July 16, 2015 7:43 p.m.

SirFowler says... #181

I feel like the purpose of humanity is to share information and help others so that they may help others and so on and so forth. To willingly know the cards worth and to blatantly lie about it is morally wrong. I have been sharked in the past and it stings. I do get over it, sure, but if the person is willing to do it again and again it makes me angry, especially when it's done to little kids who are just starting. I try to help them when it happens because that way they can grow as a magic player and be able to help others in need. That is how we learn as a community and are able to thrive.

July 16, 2015 8:26 p.m.

theClokkwork says... #182

I completely agree. We should be creating a better community for new players and old ones alike.

July 16, 2015 8:33 p.m.

@ChiefBell, scoring for debate. :P

EDIT- (Highest score you can get is 30, meaning perfect win.)

July 16, 2015 9:34 p.m. Edited.

Femme_Fatale says... #184

I personally think people are forgetting that this is exactly what your everyday on the phone or door to door sales person does on a regular basis. They are pitching a sale to you, no matter how shit the item is or how overly expensive it is, they are trying to get you to buy it. Here, they are just pitching a trade for two items that have a certain value at the time of trade. You know what that also reminds me of? Bartering. Go direct this article and consecutive questions to a place that is well known for its bartering system and has a relative lack of supermarkets and see what the responses are. I certainly believe that everyone's complaints about "morals" are just cultural morals that only apply to a set defined location and aren't seen throughout the world.

July 16, 2015 10:15 p.m.

You are completely right Femme_Fatale, which is why we shouldn't talk morals.

Instead, we should discuss the action itself, but Chief has neatly wrapped up that matter with post #181.

Really, since morals shouldn't be used when viewing material from an outside point of view, we should only look at the facts. The fact is, misrepresentation. At this point, the discussion seems to be running low on gas. I think most people gave up... XD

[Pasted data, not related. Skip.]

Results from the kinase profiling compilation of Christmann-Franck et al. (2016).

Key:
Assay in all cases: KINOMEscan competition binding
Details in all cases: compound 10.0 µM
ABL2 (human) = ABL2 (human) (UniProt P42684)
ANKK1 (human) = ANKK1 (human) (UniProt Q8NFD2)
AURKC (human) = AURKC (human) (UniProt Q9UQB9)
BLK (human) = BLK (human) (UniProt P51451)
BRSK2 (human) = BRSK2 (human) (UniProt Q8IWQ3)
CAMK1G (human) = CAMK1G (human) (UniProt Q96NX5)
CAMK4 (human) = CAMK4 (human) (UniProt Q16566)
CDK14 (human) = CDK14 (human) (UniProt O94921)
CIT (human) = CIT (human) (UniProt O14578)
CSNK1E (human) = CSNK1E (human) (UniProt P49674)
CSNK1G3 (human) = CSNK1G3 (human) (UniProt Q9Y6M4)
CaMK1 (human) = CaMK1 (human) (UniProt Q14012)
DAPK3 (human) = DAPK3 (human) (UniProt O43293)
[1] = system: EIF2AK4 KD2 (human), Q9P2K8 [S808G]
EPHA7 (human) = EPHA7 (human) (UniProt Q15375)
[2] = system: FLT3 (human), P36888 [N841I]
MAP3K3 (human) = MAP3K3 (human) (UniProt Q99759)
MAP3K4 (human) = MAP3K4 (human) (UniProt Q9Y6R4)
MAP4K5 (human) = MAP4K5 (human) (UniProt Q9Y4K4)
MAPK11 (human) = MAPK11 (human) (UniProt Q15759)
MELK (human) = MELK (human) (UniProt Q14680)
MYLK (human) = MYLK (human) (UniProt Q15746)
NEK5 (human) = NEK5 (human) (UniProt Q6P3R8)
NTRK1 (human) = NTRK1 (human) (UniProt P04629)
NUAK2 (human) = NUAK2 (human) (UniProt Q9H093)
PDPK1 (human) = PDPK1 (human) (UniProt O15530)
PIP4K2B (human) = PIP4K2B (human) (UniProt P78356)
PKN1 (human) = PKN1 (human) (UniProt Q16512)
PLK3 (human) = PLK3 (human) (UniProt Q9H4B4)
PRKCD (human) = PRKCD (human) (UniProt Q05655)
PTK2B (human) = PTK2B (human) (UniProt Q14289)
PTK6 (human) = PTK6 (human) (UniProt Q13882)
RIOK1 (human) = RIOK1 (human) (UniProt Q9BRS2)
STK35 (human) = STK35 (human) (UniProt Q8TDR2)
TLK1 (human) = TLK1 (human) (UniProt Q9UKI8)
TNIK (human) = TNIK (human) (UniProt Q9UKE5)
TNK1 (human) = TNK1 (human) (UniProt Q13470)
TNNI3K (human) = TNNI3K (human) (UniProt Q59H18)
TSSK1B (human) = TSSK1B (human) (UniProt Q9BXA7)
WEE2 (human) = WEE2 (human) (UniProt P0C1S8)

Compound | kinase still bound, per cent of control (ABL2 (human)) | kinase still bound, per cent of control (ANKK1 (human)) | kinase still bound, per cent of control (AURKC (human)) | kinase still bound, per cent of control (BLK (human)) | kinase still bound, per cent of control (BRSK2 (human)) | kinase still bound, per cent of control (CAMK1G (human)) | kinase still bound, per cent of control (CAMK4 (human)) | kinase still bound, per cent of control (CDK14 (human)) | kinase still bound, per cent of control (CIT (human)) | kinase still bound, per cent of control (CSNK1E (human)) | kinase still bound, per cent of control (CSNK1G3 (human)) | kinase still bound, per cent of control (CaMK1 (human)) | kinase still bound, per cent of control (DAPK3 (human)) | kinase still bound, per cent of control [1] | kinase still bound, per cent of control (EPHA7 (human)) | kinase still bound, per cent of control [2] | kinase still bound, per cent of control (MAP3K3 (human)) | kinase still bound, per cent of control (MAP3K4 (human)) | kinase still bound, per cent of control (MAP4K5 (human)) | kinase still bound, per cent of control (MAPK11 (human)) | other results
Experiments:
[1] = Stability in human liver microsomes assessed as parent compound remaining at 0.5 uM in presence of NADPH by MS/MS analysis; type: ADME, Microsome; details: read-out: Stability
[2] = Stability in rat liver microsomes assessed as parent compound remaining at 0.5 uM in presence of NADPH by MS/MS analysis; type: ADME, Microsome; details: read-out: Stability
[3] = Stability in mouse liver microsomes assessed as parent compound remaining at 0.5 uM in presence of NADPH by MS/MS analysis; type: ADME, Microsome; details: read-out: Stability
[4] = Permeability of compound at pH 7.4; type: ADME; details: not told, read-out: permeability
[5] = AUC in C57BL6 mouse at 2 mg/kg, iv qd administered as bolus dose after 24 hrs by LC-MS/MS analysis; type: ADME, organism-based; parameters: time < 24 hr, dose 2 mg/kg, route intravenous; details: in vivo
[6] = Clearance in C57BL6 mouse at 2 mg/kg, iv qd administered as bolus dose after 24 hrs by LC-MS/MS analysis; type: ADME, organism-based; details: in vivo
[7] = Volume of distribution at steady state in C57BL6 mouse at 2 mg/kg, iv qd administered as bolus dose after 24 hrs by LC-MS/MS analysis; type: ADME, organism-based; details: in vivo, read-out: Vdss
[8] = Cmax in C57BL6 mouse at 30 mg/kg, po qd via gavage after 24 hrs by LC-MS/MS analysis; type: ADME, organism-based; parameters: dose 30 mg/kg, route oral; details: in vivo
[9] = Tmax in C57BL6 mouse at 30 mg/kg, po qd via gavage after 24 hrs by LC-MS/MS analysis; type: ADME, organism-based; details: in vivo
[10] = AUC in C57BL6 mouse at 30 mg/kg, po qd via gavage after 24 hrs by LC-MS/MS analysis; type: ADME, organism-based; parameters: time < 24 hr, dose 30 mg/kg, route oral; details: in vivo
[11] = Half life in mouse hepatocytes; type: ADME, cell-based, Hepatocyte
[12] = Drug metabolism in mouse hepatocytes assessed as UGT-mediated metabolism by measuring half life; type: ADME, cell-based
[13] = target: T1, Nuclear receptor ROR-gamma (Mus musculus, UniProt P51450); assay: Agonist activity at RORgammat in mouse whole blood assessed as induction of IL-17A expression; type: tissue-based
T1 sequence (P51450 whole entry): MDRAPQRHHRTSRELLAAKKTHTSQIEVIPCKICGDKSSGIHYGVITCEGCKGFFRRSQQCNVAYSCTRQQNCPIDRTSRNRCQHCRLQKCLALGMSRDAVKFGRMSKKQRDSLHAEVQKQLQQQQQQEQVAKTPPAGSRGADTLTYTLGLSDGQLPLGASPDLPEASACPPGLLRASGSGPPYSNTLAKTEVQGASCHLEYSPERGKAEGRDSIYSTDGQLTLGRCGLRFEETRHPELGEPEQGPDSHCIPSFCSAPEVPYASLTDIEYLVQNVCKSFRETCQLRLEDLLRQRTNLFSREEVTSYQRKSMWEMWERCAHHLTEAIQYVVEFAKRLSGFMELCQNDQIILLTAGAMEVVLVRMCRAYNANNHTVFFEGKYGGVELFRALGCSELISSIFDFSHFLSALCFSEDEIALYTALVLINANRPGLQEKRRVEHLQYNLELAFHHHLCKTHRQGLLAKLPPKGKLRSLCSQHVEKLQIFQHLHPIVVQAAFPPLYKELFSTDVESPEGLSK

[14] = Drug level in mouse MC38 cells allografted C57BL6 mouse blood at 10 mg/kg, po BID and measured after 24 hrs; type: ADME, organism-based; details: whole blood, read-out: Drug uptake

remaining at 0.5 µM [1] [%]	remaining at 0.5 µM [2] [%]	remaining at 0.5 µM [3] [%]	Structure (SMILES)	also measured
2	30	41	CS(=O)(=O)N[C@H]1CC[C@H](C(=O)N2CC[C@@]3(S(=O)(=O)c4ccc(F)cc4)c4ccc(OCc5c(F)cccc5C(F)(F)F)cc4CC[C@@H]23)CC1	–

July 16, 2015 10:23 p.m.

With this sort of thing though it just eventually turns into "well that's not right" "well I think it is" and there's no real way to see who's the "morally correct" and whether that even matters.

July 16, 2015 10:32 p.m.

Very interesting read. I would like to point out a few things. Firstly, the "they should check the card prices themselves" thing. While hopefully adults should be sensible enough to do this, I am of the opinion that nobody should expect a child to check card prices. While it is perfectly possible for a child to search up sites that have current card prices on them, it isn't reasonable to expect a young new player to know about these sites, or even care that the cards are worth money. And the shark definitely isn't going to explain these things to him.

Secondly, my main point. This entire argument is mainly based on happiness of the shark's "victim". If they think they are cheated then they are unhappy, and the shark is a bad person. If they don't care/don't know about money value, or they didn't mind losing some money to get the cards they wanted, then they are happy, and the shark's actions were acceptable.The important thing to understand here is it depends on what kind of person the "victim" is.

They might or might not be happy about their trade once they find out. They could react in any possible way. But likely enough it will be negative. Their impression of the game certainly won't have gotten any better - they have just definitely lost money. For although they might not mind trading Tarmogoyf for Shivan Dragon, they almost certainly will mind trading 50c for $200. The value of the cards might be subjective, but the fact remains the "victim" has lost money in a very real way.

July 16, 2015 11:32 p.m.

Didgeridooda says... #188

I will come back, and read other comments later.

I just see a story of a person growing up. As someone gets older many times they settle into their place, and stop trying to take advantage of others.

July 17, 2015 12:05 a.m.

One: I think ppl should check the card prices, not because its a "If you didn't check the prices, to bad, your a dumb scrub kind of thing and you ough't to read up next time- but rather a safe guard kind of thing." You should always theoretically prepare, study, and be vigilant. That being said hindsight is a bitch. Someone is always willing to pay money for something, and that creates value. That is how capitalism works. When 'Collectible' or 'Trading' is in description of the game, their is bound to be value somewhere.